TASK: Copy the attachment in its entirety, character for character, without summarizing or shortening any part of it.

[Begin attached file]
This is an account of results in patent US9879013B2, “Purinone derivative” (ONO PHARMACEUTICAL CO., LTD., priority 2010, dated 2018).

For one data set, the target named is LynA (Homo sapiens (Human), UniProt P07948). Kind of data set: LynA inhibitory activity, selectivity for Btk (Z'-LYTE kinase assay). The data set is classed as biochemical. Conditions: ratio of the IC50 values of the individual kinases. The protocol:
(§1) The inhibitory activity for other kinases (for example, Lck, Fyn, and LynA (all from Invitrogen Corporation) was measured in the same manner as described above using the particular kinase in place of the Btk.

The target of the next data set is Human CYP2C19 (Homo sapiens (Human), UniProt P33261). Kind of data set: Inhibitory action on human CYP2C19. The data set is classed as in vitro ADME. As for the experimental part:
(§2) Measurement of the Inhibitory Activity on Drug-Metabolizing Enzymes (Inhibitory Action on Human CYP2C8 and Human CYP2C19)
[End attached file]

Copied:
This is an account of results in patent US9879013B2, “Purinone derivative” (ONO PHARMACEUTICAL CO., LTD., priority 2010, dated 2018).

For one data set, the target named is LynA (Homo sapiens (Human), UniProt P07948). Kind of data set: LynA inhibitory activity, selectivity for Btk (Z'-LYTE kinase assay). The data set is classed as biochemical. Conditions: ratio of the IC50 values of the individual kinases. The protocol:
(§1) The inhibitory activity for other kinases (for example, Lck, Fyn, and LynA (all from Invitrogen Corporation) was measured in the same manner as described above using the particular kinase in place of the Btk.

The target of the next data set is Human CYP2C19 (Homo sapiens (Human), UniProt P33261). Kind of data set: Inhibitory action on human CYP2C19. The data set is classed as in vitro ADME. As for the experimental part:
(§2) Measurement of the Inhibitory Activity on Drug-Metabolizing Enzymes (Inhibitory Action on Human CYP2C8 and Human CYP2C19)